A new study of the connection between adolescents and their parents discovers a caring relationship can be key to preventing suicide attempts.
Sadly, suicide is the third leading cause of death for 15-to-24-year-olds in the U.S., after accidental injuries and homicide. In the study, University of British Columbia researchers examined the link between parental bonding, a term describing the quality of a parent-child relationship, and a history of suicidal thoughts and attempts.
Numerous studies suggest that positive parental relationships reduce adolescents’ risk of experiencing depression, loneliness, and suicide.
“However, it has been unclear whether positive adolescent-parent relations protect against suicidal thoughts, suicide attempts or both,” said Boaz Saffer, the study’s lead author and a graduate student in clinical psychology at University of British Columbia.
“This is a crucial distinction, given that most people who think about suicide do not act on their thoughts.”
The research used two U.S.-based samples: adolescent psychiatric patients and high school students.
Parental bonding was divided into two categories: parental care and parental overprotection. The patients and students completed several questionnaires measuring parental care and overprotection, as well as other known suicide risk factors such as loneliness, emotional distress and self-worth.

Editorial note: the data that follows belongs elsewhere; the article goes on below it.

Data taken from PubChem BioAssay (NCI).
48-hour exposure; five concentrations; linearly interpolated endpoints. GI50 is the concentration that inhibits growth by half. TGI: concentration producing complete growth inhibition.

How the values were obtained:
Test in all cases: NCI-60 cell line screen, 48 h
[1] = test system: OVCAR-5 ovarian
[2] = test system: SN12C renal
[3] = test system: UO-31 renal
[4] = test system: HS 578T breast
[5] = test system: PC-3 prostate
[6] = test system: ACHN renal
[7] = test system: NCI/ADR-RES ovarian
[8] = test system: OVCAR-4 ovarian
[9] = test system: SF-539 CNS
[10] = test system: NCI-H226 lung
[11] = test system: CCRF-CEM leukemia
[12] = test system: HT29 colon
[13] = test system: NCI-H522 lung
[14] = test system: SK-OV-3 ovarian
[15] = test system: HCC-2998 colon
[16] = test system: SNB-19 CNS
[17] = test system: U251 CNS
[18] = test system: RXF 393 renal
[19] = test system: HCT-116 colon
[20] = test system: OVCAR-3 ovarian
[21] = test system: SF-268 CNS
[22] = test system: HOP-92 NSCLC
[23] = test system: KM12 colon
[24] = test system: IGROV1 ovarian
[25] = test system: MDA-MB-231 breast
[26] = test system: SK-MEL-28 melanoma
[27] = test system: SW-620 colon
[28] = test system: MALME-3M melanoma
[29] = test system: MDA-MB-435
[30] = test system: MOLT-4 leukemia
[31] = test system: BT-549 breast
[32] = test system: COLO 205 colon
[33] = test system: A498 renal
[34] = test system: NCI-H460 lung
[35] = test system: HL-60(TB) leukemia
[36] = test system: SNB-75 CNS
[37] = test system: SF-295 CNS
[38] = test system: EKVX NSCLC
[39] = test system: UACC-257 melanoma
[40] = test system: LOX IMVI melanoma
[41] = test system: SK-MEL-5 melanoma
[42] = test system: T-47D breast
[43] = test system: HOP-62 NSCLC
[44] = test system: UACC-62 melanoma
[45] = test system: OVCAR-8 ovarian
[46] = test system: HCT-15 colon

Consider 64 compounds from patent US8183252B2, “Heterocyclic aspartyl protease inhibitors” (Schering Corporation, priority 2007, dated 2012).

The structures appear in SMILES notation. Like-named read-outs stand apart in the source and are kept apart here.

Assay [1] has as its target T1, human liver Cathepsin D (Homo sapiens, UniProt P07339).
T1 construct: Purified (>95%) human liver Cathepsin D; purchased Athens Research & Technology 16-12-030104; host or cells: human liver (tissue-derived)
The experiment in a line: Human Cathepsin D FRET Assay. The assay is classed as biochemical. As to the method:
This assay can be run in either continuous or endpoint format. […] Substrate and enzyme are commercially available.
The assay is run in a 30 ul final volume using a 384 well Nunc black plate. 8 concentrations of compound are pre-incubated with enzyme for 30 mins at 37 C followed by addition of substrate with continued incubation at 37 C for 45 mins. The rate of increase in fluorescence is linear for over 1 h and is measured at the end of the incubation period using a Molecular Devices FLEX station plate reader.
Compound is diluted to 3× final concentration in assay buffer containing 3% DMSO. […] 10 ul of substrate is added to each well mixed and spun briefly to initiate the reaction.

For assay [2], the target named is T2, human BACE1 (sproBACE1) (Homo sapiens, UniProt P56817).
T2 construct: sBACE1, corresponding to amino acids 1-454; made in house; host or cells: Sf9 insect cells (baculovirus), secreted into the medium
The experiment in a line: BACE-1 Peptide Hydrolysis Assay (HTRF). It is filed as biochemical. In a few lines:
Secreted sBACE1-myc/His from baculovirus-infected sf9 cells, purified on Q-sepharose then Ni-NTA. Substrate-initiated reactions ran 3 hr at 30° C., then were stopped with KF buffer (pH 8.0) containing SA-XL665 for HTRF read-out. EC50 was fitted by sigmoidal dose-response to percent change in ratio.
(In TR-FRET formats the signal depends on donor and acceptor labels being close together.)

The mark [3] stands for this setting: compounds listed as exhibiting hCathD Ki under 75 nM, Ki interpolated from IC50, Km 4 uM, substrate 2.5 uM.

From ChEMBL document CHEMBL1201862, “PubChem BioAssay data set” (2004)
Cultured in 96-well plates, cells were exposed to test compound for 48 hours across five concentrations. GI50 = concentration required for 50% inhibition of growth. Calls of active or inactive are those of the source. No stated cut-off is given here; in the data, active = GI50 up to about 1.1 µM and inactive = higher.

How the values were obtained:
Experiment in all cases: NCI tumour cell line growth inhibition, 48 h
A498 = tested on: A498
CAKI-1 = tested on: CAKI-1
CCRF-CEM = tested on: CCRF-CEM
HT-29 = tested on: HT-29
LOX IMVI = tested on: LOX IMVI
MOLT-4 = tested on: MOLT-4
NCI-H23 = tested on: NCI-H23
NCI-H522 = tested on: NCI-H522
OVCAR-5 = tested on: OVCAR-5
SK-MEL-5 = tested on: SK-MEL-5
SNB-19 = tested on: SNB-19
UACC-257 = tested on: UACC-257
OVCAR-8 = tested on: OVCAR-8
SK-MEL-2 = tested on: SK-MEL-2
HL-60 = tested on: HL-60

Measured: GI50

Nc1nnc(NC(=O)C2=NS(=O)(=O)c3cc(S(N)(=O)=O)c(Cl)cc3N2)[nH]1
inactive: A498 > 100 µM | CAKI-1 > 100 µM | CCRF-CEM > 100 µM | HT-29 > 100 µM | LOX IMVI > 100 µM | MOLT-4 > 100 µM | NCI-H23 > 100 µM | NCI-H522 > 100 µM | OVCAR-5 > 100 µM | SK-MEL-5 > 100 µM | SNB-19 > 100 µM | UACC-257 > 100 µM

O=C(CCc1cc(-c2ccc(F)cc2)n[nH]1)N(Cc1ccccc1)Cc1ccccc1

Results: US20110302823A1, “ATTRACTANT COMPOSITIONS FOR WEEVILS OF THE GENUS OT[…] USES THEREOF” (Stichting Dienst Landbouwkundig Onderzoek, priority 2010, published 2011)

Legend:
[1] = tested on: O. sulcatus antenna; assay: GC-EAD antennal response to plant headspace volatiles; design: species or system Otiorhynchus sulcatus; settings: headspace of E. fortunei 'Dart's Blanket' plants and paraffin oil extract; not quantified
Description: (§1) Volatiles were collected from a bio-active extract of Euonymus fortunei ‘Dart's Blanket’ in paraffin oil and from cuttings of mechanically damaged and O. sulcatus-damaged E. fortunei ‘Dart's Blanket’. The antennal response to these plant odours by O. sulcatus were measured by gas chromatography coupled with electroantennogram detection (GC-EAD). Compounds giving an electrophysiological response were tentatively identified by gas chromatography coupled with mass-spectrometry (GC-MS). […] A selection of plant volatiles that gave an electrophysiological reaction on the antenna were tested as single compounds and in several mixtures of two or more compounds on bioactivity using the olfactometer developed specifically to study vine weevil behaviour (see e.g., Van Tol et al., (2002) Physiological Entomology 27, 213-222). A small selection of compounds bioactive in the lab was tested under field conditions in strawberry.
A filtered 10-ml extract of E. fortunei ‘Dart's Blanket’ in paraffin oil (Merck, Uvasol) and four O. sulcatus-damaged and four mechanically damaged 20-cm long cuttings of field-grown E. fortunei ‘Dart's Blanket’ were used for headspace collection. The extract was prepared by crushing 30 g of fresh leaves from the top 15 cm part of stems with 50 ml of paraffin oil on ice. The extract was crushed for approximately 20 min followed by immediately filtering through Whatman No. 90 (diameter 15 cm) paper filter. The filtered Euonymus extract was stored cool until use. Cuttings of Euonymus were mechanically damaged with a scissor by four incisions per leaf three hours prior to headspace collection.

Researcher discovered that adolescents with a history of suicide attempts reported lower parental care than non-suicidal adolescents and adolescents with a history of suicidal thoughts.
The other variables assessed — parental overprotection, loneliness, emotional distress, and self-worth — were no different in those who made suicide attempts compared to those who only thought about suicide.
“These findings indicate that caring parent-adolescent relationships reduce the likelihood that suicidal thoughts lead to suicide attempts,” Saffer said.
“Therefore, increasing parental care might represent an important opportunity to reduce suicide risk in adolescents, especially in adolescents already experiencing suicidal thoughts.”